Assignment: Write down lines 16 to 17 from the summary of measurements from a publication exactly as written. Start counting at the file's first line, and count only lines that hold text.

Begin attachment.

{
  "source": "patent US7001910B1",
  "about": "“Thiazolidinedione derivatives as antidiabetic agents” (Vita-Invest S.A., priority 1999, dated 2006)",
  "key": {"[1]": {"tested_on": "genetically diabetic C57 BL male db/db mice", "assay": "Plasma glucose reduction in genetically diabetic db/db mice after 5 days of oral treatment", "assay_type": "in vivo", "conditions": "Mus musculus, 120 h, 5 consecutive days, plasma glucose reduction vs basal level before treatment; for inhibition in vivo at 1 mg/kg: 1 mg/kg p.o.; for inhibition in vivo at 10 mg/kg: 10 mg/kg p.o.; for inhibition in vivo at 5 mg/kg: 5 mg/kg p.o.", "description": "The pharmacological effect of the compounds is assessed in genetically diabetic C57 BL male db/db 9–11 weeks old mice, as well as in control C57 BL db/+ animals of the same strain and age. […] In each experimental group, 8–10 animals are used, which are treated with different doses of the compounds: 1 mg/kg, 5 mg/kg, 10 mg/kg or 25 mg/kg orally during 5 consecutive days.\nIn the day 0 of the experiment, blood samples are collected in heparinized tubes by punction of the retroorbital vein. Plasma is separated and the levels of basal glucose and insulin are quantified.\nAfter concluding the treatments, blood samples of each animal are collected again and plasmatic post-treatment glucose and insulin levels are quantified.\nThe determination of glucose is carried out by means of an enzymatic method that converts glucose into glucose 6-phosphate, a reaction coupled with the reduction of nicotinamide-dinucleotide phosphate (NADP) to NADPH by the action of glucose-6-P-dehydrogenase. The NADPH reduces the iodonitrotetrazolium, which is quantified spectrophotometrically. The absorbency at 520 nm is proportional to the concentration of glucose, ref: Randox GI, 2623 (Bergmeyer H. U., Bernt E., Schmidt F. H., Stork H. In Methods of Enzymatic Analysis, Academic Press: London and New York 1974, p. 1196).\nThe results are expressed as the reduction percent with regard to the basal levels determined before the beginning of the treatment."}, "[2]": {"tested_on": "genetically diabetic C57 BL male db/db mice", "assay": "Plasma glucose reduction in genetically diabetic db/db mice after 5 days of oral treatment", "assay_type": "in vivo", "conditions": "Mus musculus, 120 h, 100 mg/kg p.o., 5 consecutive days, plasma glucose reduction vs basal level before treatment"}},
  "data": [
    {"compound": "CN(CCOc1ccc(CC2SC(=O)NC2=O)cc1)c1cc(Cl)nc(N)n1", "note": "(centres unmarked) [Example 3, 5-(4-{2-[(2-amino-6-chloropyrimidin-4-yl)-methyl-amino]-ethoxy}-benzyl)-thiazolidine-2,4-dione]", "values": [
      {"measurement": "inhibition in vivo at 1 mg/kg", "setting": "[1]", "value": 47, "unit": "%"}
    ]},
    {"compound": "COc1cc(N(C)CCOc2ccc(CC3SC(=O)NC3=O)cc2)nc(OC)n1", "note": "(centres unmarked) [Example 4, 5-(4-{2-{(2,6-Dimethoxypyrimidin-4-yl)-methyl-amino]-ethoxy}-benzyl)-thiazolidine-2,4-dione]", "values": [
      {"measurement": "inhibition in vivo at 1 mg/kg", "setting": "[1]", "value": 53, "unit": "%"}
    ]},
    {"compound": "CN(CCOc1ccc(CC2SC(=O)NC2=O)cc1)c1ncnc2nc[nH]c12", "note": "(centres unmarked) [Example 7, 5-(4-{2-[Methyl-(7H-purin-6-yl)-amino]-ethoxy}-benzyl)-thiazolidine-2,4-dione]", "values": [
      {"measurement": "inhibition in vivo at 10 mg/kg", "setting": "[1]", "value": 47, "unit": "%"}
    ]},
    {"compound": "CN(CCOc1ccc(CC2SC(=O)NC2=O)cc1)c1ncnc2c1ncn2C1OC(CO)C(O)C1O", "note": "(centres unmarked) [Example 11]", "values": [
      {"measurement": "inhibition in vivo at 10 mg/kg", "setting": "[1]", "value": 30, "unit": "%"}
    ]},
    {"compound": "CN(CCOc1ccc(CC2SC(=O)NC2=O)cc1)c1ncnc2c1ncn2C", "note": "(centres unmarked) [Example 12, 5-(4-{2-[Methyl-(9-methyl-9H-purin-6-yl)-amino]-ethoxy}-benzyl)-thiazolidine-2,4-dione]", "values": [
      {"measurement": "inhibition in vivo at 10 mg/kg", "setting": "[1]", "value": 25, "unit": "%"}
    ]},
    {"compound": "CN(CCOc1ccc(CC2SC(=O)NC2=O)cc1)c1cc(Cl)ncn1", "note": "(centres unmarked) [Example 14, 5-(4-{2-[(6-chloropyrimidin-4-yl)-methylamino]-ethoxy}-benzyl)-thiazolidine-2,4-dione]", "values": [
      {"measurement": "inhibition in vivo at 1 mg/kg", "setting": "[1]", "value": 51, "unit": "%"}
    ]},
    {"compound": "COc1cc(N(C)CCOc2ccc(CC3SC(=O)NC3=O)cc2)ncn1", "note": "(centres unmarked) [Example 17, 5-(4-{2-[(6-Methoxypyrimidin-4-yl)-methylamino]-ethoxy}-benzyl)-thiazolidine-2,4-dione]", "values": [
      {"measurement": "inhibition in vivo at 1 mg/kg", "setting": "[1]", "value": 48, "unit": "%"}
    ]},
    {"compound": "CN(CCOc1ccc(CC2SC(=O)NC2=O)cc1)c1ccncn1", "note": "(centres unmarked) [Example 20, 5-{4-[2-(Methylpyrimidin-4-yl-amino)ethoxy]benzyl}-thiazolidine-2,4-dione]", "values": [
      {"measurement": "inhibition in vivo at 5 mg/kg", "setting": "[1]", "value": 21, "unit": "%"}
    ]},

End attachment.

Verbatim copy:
      {"measurement": "inhibition in vivo at 10 mg/kg", "setting": "[1]", "value": 30, "unit": "%"}
    ]},